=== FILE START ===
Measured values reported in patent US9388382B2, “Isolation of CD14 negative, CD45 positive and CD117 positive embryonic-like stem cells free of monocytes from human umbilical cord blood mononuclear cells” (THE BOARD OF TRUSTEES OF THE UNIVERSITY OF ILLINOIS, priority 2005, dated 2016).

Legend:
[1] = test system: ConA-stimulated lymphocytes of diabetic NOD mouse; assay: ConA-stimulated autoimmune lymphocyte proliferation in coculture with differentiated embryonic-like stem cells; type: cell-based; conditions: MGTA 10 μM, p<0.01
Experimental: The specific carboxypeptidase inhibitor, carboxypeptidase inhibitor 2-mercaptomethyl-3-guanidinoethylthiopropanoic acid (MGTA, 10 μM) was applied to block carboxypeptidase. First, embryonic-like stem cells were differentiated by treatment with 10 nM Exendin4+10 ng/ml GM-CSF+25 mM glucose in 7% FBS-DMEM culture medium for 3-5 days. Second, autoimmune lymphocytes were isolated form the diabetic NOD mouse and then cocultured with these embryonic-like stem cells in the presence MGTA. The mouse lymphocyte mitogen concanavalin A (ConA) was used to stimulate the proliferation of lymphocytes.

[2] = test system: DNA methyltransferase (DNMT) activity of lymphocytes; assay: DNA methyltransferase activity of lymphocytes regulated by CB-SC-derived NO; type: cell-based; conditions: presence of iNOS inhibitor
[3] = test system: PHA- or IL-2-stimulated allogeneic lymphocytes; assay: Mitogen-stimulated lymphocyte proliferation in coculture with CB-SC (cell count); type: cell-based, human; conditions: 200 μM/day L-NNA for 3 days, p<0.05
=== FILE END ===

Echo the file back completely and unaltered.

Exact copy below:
Measured values reported in patent US9388382B2, “Isolation of CD14 negative, CD45 positive and CD117 positive embryonic-like stem cells free of monocytes from human umbilical cord blood mononuclear cells” (THE BOARD OF TRUSTEES OF THE UNIVERSITY OF ILLINOIS, priority 2005, dated 2016).

Legend:
[1] = test system: ConA-stimulated lymphocytes of diabetic NOD mouse; assay: ConA-stimulated autoimmune lymphocyte proliferation in coculture with differentiated embryonic-like stem cells; type: cell-based; conditions: MGTA 10 μM, p<0.01
Experimental: The specific carboxypeptidase inhibitor, carboxypeptidase inhibitor 2-mercaptomethyl-3-guanidinoethylthiopropanoic acid (MGTA, 10 μM) was applied to block carboxypeptidase. First, embryonic-like stem cells were differentiated by treatment with 10 nM Exendin4+10 ng/ml GM-CSF+25 mM glucose in 7% FBS-DMEM culture medium for 3-5 days. Second, autoimmune lymphocytes were isolated form the diabetic NOD mouse and then cocultured with these embryonic-like stem cells in the presence MGTA. The mouse lymphocyte mitogen concanavalin A (ConA) was used to stimulate the proliferation of lymphocytes.

[2] = test system: DNA methyltransferase (DNMT) activity of lymphocytes; assay: DNA methyltransferase activity of lymphocytes regulated by CB-SC-derived NO; type: cell-based; conditions: presence of iNOS inhibitor
[3] = test system: PHA- or IL-2-stimulated allogeneic lymphocytes; assay: Mitogen-stimulated lymphocyte proliferation in coculture with CB-SC (cell count); type: cell-based, human; conditions: 200 μM/day L-NNA for 3 days, p<0.05